Психосоциальная реабилитация психически больных в период принудительного лечения
In this issue we present a range of papers about current issues and developments in social work and welfare in Russia. In the Soviet era official state policy did not recognise the existence of social problems so social work was ‘not needed’ in the USSR, a situation which existed to varying degrees in other countries under state socialism (Iarskaia-Smirnova, 2013). The disciplines of sociology and psychology (which could form a basis for critical thinking and professional interventions) were eliminated from university curricula, except in forms which accorded with the dominant political view, and dissent was repressed. There have been major changes in political thinking, societal attitudes and welfare developments since perestroika started in 1985, and particularly since 1991 when the Soviet Union was dissolved, Russia then became open to relationships with western powers and capitalist economic thinking. However, Russia remains a considerable independent power with a distinct history and culture. In this editorial we give a brief overview of the historical and other contextual factors which are informing the particular nature and direction of current developments, some aspects of which are described in the articles.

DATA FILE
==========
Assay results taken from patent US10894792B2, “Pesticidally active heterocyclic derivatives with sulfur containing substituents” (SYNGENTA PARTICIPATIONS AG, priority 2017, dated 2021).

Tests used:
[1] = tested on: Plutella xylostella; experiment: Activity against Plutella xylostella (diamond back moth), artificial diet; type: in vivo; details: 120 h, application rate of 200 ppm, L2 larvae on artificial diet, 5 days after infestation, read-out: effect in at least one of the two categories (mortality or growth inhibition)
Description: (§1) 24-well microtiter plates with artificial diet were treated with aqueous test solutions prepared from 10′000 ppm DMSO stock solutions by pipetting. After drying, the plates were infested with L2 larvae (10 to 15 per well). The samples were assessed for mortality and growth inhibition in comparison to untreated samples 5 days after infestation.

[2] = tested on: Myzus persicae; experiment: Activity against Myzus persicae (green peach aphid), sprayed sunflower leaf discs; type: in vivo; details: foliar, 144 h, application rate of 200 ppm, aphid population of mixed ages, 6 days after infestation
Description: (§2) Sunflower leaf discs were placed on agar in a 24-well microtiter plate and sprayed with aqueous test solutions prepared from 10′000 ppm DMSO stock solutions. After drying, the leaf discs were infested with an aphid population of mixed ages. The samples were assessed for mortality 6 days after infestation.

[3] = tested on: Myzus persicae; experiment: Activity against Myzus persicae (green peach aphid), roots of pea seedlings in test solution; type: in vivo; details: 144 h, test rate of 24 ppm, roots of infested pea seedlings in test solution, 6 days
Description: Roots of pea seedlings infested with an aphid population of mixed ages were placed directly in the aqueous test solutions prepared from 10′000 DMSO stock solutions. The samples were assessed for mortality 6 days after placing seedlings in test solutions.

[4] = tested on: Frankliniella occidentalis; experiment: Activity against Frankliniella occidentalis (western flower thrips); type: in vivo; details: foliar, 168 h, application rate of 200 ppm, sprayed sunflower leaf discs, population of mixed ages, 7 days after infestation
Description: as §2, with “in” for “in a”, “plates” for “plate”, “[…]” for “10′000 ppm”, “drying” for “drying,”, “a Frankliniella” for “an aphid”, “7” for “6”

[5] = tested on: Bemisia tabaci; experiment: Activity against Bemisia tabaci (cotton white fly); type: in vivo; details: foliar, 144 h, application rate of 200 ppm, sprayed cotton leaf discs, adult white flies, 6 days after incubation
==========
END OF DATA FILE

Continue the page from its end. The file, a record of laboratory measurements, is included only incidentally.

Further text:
Visual sources play a growing role in historical studies as well as in teaching as they offer new routes to understanding the past. The ways to construct and define social problems as well as approaches to solving them varied in different periods of history. To do so, it is important to challenge an ideological base of such concepts that often are taken-for-granted, to learn how to consider images as a means to conceive the world, as an important form of social knowledge. What are the differences on men’s and women’s labor in care work? How these distinctions were represented in certain sources and for which purposes? Photographs and episodes from the films, posters and cartoons depicting various images of men and women in the roles of parents, tutors, social care workers, nurses can be used not just as illustrations or representations but also as an important element of a studied context – as important as official documents or personal narratives. The aim of this lecture is to contribute to social work training by providing an overview of experiences, theories and methodologies on the visual, by collecting and building knowledge based on visual material and demonstrating its relevance to the study of human behavior, social networks and welfare policies.